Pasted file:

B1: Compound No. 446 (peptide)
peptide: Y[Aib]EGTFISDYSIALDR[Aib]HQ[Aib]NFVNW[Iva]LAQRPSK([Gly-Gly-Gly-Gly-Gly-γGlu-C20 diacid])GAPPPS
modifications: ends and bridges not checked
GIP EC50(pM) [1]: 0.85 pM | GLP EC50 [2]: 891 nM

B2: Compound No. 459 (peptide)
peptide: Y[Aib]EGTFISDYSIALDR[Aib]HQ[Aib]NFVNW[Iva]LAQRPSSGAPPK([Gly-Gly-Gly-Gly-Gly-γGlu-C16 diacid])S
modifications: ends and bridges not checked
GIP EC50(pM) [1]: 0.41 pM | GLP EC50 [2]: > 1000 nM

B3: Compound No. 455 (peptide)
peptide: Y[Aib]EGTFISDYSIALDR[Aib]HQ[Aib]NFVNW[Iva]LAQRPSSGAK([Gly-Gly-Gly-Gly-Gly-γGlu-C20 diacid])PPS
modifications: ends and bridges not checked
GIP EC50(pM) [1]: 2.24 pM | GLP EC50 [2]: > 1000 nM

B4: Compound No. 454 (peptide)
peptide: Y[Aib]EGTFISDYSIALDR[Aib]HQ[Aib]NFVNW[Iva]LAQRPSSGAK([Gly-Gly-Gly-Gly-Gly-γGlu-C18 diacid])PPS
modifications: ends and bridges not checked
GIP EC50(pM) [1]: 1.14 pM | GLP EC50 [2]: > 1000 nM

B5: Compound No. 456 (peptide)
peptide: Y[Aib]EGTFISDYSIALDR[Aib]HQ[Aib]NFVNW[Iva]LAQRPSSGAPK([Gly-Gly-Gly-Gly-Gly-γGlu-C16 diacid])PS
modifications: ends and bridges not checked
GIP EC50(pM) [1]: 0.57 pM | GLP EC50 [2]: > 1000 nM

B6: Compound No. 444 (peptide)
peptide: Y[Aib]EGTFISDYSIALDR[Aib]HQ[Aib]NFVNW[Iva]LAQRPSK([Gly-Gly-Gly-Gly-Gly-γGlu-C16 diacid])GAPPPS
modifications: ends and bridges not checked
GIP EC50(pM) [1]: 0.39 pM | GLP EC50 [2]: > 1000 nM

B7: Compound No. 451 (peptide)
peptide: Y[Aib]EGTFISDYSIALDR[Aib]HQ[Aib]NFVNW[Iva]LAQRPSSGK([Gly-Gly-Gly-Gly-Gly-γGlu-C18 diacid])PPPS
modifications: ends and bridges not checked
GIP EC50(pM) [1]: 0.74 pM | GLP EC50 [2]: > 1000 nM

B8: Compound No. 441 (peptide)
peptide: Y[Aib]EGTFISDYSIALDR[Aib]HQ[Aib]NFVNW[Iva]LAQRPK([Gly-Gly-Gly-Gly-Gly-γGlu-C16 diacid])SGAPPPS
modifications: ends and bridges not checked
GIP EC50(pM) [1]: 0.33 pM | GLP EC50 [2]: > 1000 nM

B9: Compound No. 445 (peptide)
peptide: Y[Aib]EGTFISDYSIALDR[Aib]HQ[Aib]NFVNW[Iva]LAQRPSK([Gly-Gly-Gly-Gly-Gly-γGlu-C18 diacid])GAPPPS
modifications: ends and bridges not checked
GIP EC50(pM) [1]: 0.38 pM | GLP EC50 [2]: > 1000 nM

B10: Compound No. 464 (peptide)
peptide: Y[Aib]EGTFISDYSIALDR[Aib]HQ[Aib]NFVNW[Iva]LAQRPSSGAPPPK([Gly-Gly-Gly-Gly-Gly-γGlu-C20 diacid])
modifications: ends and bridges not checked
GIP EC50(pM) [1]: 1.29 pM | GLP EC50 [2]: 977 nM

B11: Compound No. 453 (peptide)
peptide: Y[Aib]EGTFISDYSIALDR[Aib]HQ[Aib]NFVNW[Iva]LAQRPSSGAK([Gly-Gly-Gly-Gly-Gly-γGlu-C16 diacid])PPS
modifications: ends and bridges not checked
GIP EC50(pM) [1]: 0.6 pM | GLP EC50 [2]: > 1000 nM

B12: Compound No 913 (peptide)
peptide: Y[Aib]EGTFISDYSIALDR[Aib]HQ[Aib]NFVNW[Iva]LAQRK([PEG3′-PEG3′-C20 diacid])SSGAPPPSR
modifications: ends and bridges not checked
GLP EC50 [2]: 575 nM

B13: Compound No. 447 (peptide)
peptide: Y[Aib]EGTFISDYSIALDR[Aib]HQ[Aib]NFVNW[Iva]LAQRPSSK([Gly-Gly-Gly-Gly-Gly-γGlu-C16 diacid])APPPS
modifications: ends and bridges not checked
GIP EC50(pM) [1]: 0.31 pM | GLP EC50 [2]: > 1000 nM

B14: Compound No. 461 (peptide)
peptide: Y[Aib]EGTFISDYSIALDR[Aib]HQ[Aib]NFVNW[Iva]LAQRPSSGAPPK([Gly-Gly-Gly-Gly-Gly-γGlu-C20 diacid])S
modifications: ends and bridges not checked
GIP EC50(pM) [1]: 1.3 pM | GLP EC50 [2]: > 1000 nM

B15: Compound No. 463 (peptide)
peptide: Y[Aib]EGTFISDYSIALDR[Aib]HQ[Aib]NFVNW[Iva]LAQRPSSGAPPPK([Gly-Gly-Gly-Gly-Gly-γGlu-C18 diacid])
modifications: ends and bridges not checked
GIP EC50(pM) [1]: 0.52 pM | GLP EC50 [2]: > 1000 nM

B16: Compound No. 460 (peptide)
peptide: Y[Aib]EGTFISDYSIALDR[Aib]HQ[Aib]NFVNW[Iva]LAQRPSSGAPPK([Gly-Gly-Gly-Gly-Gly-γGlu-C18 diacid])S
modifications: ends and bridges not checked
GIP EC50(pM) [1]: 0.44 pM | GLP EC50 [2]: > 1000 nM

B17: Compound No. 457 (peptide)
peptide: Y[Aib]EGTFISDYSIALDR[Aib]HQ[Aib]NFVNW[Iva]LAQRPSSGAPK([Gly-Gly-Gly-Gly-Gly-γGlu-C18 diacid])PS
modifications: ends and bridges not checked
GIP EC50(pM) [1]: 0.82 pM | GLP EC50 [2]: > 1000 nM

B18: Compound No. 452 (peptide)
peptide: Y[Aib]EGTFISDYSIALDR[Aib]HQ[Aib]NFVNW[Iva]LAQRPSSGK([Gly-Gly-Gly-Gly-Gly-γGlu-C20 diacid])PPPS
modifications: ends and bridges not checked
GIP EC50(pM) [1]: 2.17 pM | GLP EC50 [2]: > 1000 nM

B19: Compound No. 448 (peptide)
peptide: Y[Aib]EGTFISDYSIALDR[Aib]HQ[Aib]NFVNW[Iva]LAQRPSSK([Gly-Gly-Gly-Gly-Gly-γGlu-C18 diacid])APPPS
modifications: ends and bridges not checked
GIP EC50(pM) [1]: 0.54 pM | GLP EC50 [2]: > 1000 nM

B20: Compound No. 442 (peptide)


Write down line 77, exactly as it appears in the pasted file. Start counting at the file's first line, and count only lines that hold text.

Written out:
B20: Compound No. 442 (peptide)